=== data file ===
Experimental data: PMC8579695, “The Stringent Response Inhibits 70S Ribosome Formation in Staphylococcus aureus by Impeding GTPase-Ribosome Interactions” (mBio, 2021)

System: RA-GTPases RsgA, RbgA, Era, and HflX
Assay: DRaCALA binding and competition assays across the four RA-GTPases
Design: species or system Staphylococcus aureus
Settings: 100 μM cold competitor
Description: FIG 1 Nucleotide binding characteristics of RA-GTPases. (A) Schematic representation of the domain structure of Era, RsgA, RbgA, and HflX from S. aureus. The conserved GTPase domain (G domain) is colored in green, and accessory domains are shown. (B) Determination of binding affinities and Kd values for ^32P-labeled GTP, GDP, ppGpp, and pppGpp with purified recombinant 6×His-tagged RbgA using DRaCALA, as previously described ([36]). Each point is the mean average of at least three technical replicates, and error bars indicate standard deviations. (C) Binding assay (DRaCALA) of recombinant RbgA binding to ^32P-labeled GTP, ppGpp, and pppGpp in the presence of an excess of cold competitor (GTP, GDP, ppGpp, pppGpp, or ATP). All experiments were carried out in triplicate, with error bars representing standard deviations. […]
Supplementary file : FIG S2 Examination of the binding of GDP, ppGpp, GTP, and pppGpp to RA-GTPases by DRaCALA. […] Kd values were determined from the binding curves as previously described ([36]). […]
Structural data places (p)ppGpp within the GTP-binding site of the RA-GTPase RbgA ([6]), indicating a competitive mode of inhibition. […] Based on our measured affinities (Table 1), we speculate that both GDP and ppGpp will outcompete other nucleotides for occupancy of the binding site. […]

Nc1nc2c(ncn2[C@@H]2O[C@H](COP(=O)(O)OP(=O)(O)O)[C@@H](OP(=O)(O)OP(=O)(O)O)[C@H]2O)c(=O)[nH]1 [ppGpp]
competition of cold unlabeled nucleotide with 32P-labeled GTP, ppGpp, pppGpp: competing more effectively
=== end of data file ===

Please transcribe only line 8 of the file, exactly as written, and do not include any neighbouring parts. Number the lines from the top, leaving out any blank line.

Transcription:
Structural data places (p)ppGpp within the GTP-binding site of the RA-GTPase RbgA ([6]), indicating a competitive mode of inhibition. […] Based on our measured affinities (Table 1), we speculate that both GDP and ppGpp will outcompete other nucleotides for occupancy of the binding site. […]